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Australian Govt. bankrolls new rare earth metals plant to cut China to size

Lithium rush

The Australian government has extended a USD 10.9 million grant to Lynas Rare Earths Ltd to commercialise a new mineral refining process that produces high-purity rare earth carbonate, the company announced on Thursday.

The Australian government’s move is aimed at breaking China’s monopoly on rare earth metals that are used as key inputs in hi-tech products ranging from electric vehicles to smartphones and military hardware such as missiles and fighter jets. China currently controls 90% of the world’s production of rare earth metals, alloys and magnets.

The U.S., India, Australia and Japan Indo-Pacific Quad initiative to jointly build a rare-earth procurement chain to counter the dominance China plays in supplying these crucial rare earth metals is also expected to get a boost from the move.

Also read: Biden steps up drive for alternative supply chains to cut dragon to size

 “The grant will enable Lynas to commercialise an industry-first Rare Earth carbonate refining process that has been developed by our in-house research and development team. The new process has been tested at bench scale and has proven effective in producing a higher purity Rare Earth carbonate that can feed the Lynas Malaysia plant as well as the proposed U.S. Rare Earth processing facility. The grant is expected to contribute approximately 50 per cent of the implementation cost,” Lynas said in a statement.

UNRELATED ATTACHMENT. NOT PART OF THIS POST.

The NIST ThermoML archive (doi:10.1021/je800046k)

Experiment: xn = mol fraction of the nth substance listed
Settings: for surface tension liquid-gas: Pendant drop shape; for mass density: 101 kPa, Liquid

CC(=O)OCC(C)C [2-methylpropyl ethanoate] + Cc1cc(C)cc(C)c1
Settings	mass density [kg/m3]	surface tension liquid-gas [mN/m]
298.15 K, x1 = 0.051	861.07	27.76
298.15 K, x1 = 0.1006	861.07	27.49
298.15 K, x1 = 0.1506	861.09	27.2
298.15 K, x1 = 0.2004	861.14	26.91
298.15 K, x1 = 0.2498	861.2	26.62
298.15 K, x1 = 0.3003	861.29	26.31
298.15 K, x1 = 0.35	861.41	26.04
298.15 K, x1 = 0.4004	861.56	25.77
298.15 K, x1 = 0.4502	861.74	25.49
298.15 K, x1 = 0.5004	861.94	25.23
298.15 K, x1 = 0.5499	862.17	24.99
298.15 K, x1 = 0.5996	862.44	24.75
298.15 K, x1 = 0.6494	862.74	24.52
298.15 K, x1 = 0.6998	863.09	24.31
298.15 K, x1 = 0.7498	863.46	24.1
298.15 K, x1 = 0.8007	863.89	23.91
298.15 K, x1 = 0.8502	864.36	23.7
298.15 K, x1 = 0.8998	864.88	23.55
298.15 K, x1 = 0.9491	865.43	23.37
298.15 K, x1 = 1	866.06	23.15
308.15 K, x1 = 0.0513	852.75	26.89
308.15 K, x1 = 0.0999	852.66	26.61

The Indo-Pacific Quad initiative has gathered momentum after China started using its dominance in rare earths production to extend its geopolitical clout. Beijing has even indicated that it would cut off the supply of rare earth metals to stall the US F-35 fighter jet programme as relations between the two countries have soured. Similarly, it has also been using these tactics of holding back rare earth metal supplies against Japan.

The Quad nations intend to counter this by cooperating in funding new production technologies and development projects. They also intend to lead the way in drafting international rules.

China currently produces nearly 60% of the world's rare earths, and its market power has posed supply concerns.

Also read: Biden blacklists more Chinese firms, US sticks to Trump-era hard line

Big tech companies rely on China-produced rare earths like neodymium, essential for electric vehicles, and lithium, used in batteries.

While India accounts for 6% of the world's rare-earth reserves, Japan is one of the biggest rare-earth consumers. If the Quad nations can collaborate all along the chain, from production to consumption, their influence in the critical sector will rise, the Nikkei report states.

As for their rare-earth efforts, the Quad nations will first develop refining technologies. Rare-earth veins often contain radioactive materials, and a large amount of radioactive waste is produced in the refining process.

The U.S. government is already supporting plans to process Australian ores in the U.S., and Japan is weighing whether to take part in this arrangement.